If you’ve been considering buying a tablet, this special report tells you important things I’ve not seen discussed by any other reviewer, and helps you confidently answer the essential ultimate question – which tablet should I choose?

At the low-end, there is Amazon’s 7″ tablet for $50 or sometimes less, and at the high-end, there is Apple’s 12.9″ iPad Pro going up to $1280 in price – an enormous range of prices and huge potential to pay more than you need, for features you don’t need.  We focus on tablets costing $80, $150 and  $290, plus also consider the various iPads and other possible choices too.

That article alone could save you beaucoup bucks while ensuring you get the tablet with the best feature set for what you need.

Plus we’ve three other special supporter exclusive articles too – how to stay connected when traveling internationally (that will save you money and keep your data flowing), how to get a free Amazon Echo type device, and a six page review on streaming devices (this will help you get broadest access to the thousands of online channels at the best price).  And, as a little bonus, a story on how we got a free $10 credit from Amazon for doing nothing we wouldn’t do anyway.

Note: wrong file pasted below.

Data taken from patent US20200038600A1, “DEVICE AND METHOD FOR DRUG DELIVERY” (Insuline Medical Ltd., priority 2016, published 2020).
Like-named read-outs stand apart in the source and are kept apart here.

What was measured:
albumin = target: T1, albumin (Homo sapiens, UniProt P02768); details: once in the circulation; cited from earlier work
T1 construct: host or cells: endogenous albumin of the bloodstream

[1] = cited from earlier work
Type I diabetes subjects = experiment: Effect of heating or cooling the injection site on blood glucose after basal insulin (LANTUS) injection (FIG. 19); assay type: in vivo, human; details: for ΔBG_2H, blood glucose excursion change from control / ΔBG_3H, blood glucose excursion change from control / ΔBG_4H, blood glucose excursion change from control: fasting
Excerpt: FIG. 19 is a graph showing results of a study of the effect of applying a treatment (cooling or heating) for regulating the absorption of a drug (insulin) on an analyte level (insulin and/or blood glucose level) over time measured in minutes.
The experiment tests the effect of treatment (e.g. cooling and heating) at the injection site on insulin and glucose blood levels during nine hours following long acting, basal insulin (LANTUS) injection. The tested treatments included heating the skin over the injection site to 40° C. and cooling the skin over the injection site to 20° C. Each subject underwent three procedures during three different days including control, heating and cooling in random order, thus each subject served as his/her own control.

So, whether it be just because you feel it is the fair and proper thing to do, or because you’d like access to these special reports, please do consider becoming a Travel Insider Supporter, and helping ensure that we continue to produce the same quality content into the future as we have for the 16 years before.


More good news for next year’s Grand Expedition of Great Britain participants.  We had four more people join our group this week, and now that we’re at 22 members, the cost per person has dropped another $100 per person.  So, our group is getting steadily better while the cost is also steadily improving – that’s my sort of win-win.  Please consider joining us and make it your sort of win-win, too.